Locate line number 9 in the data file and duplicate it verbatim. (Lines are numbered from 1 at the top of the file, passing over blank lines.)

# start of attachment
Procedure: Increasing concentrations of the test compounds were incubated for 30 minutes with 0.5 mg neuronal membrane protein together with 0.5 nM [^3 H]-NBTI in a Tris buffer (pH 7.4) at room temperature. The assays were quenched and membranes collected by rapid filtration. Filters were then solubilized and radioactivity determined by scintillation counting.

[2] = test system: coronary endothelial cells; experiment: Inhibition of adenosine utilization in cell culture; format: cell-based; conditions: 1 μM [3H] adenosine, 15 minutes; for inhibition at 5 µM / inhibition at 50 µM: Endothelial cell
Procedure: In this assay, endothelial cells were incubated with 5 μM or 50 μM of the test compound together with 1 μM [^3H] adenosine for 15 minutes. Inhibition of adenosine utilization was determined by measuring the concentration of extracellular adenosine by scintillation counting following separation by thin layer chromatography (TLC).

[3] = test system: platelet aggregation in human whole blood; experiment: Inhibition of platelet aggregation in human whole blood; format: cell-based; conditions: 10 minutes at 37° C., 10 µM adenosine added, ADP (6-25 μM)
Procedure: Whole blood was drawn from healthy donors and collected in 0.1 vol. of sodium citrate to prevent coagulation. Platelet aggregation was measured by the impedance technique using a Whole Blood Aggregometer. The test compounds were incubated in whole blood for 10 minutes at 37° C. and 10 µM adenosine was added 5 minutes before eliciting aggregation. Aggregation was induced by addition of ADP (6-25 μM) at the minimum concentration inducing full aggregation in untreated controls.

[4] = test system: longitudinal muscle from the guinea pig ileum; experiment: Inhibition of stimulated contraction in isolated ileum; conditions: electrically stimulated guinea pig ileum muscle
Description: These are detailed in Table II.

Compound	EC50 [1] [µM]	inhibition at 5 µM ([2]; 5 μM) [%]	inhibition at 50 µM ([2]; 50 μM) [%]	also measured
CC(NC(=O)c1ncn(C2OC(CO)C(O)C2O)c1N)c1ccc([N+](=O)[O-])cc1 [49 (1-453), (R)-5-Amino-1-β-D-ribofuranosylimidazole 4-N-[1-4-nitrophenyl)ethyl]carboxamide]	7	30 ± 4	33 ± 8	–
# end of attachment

CC(NC(=O)c1ncn(C2OC(CO)C(O)C2O)c1N)c1ccc([N+](=O)[O-])cc1 [49 (1-453), (R)-5-Amino-1-β-D-ribofuranosylimidazole 4-N-[1-4-nitrophenyl)ethyl]carboxamide]	7	30 ± 4	33 ± 8	–